She continued:

The big takeaway for me: Young technology companies in aggregate are becoming more brittle during one of the longest bull markets ever for U.S. stocks. This trend is not healthy. Companies that persistently take in less cash than they need to run their businesses risk losing control of their own destinies. They need continual supplies of fresh cash, which could hurt their investors, and the companies may be in a precarious position if they can’t access more capital in the event of deteriorating market or business conditions.

It’s not unusual for young companies, especially fast-growing tech firms, to burn cash as they grow. But the scope of the companies with negative cash from operations, and the persistence of some of those cash-burning companies for years, was a notable finding from the Bloomberg Opinion analysis.

Notable, indeed. There will be tech-based ABCs AND bankruptcies galore in the next cycle. Are you ready? Are you laying the foundation? Are you spending too much time skating to where the puck is rather than where it will be?


*We’ll take this opportunity to state what should be obvious: you should follow us on Twitter.

But, seriously, and more importantly, we know we tout the disruptive effects of the direct-to-consumer model. But make no mistake: we are WELL aware that a number of these upstarts are going to fail. Make no mistake about that.

The Media is Stuck Between a Rock and a Hard Place (Long Recurring Revenue)

Magazines Are Suffering From Declining Ad Revenue

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It’s no secret that traditional advertising is in decline. Now we have some numbers to put around it. Per the WWD:

The magazine industry puts on a brave face, but data doesn’t lie.

New analysis from the Association of Magazine Media, which unabashedly pushed the power of print magazines as an advertising vehicle, shows an industry still trying to find its place in an instantaneous world while advertising revenue continues to slip away.

Reported magazine ad spending by the 50 biggest advertisers last year fell to $6.1 billion from $6.5 billion in 2016, according to AMM’s annual report. So magazines lost at least $417.5 million in revenue last year, a difference of 6.4 percent, numbers AMM did not make readily available in its report, which was sponsored by magazine printer Freeport Press.

The report notes how top advertisers spent their marketing dollars. Pfizer Inc.Johnson & JohnsonLVMH Moet Hennessy Louis VuittonEstee Lauder Cos. Inc.KeringChanel, and Amazon were all WAY down, more than offsetting increases from the likes of Proctor & Gamble and L’Oreal. As just one example, Pfizer’s spend decreased by $85mm. That’s a whopping number.

With whopping ramifications. More from the WWD:

With so much money being lost in print advertising, which is largely being diverted to other avenues, like Facebook, Google and influencers, it’s no wonder magazines keep shutting.

A total of 50 magazines with at least a quarterly publication frequency closed last year, despite 134 titles being launched, leaving the number of magazines last year at 7,176. The number of magazines has been a bit up and down over the last decade, but on the whole, down, as there are 207 fewer than in 2008.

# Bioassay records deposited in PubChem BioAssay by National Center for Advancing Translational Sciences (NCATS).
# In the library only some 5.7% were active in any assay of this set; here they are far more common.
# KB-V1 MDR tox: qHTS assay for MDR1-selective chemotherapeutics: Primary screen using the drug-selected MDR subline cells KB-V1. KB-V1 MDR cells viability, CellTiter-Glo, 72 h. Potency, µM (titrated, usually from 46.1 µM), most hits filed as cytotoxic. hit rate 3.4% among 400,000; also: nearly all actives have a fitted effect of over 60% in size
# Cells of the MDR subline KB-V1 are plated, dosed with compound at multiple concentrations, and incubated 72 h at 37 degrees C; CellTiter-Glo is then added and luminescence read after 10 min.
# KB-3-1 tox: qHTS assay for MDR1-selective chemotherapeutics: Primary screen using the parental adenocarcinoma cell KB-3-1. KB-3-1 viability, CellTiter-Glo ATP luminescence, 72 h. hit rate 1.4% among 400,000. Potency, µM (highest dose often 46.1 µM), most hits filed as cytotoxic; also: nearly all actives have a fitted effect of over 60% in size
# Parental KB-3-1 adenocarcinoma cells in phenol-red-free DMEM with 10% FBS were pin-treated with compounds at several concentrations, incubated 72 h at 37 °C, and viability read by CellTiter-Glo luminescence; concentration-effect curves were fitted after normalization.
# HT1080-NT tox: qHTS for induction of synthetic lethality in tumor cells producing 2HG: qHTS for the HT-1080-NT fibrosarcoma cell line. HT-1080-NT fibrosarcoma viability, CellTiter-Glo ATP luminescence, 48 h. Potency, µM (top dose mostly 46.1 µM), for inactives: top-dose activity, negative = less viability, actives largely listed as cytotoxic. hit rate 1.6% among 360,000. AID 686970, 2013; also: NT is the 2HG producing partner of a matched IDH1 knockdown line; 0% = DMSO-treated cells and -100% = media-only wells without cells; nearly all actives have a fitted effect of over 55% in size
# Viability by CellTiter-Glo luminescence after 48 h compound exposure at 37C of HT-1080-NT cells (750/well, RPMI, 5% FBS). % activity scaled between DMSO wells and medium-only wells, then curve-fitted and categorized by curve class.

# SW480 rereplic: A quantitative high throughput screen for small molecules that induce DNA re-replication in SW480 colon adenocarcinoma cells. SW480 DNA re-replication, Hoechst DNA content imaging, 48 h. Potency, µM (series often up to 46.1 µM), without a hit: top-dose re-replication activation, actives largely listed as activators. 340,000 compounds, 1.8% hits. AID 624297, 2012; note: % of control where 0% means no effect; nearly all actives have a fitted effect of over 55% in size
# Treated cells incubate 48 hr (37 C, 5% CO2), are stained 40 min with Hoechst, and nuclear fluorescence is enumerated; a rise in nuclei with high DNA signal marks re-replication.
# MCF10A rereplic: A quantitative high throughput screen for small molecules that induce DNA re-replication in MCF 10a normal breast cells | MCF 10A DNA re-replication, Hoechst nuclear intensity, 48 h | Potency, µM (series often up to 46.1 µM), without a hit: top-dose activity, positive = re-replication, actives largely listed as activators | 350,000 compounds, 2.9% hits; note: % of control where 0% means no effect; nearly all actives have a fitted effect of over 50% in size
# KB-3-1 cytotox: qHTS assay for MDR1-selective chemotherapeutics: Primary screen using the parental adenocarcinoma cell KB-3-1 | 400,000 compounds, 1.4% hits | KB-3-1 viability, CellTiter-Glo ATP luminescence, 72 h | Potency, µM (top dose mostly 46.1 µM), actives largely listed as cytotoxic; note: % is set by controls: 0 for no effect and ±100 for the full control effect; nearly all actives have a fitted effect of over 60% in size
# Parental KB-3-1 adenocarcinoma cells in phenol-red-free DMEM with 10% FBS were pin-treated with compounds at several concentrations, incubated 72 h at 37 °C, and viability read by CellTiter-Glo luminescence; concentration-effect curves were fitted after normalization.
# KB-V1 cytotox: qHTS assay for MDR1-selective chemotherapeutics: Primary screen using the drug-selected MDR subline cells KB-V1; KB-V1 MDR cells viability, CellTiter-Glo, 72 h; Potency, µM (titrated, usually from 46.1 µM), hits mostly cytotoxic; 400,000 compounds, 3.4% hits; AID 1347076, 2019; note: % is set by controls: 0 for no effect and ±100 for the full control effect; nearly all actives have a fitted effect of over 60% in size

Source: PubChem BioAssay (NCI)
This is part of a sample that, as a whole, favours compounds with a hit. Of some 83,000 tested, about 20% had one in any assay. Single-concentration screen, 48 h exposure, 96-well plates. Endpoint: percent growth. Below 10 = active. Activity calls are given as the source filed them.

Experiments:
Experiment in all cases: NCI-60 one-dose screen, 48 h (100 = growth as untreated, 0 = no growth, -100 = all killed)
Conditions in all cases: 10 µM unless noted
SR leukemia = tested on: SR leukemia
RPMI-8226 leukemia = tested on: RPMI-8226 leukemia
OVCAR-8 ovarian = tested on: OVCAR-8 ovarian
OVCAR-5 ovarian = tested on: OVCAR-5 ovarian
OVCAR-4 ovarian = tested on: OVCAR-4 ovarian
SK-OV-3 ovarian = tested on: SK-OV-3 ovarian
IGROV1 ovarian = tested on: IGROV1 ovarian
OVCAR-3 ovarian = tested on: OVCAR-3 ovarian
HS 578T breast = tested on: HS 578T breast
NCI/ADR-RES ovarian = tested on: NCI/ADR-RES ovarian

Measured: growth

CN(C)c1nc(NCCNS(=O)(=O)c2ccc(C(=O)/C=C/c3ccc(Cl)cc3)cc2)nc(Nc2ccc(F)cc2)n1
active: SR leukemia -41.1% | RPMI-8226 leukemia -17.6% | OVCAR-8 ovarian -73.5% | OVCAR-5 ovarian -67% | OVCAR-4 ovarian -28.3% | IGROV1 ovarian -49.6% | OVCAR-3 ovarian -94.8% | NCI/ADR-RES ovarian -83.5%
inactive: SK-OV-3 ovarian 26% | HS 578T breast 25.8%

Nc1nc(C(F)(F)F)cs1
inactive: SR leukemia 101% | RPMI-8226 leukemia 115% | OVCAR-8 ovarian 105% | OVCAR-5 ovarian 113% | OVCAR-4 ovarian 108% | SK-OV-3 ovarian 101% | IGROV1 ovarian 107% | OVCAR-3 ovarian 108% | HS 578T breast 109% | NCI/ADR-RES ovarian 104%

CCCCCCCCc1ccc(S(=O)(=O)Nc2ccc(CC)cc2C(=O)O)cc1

It continued:

Overall, there are very few major magazine brands managing to pull strong through the digital shift. Of the 114 magazine brands tracked by AMM, 56 titles, or 50 percent, have a total audience in decline year-to-date. Print and digital editions are faring even worse, with 74 titles, or 64 percent of magazines, seeing audience on the decline.

Little wonder advertisers are looking elsewhere.

Apropos, a heads up for PETITION readers: you can give the media business a whirl if you masochistically desire. On August 27, the chapter 7 trustee in the case of Interview Inc., the once-famous magazine owned by Peter Brant, is conducting an auction for the sale of the media property. If bankrupted magazines aren’t your jam, there are plenty of other options available — including, most recently, New York Magazine.

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Given the decline in advertising, media companies are re-evaluating their business models and many are toggling over to subscriptions. Subscriptions are the “it” thing now. And that obviously includes PETITION (though, to be accurate, we were never dependent on ads). In fact, we now subscribe to so many different resources that our costs are going up meaningfully from month to month. That’s the truth. At a certain point, consumers may get subscription fatigue.

Or they’ll just share passwords. Per Digiday:

Subscriptions are a great way to draw a steady stream of revenue from readers — unless readers share their login credentials with everyone they know.

As publishers try to grow subscription businesses, they have to figure out how to handle password-sharing, a phenomenon that subscription services like Netflix and Spotify have wrestled with for years.

Netflix and Spotify can absorb this danger. But smaller media outlets either struggling to survive or looking to grow don’t have that luxury. Every time someone shares media that lives off of the subscription model, he/she is effectively siphoning off revenue from them and pushing them one step closer to insolvency. Sadly, only a very select few of you will make fees in that scenario. The rest of you will lose out on quality content you’ve come to love and enjoy. Now wouldn’t that be a shame?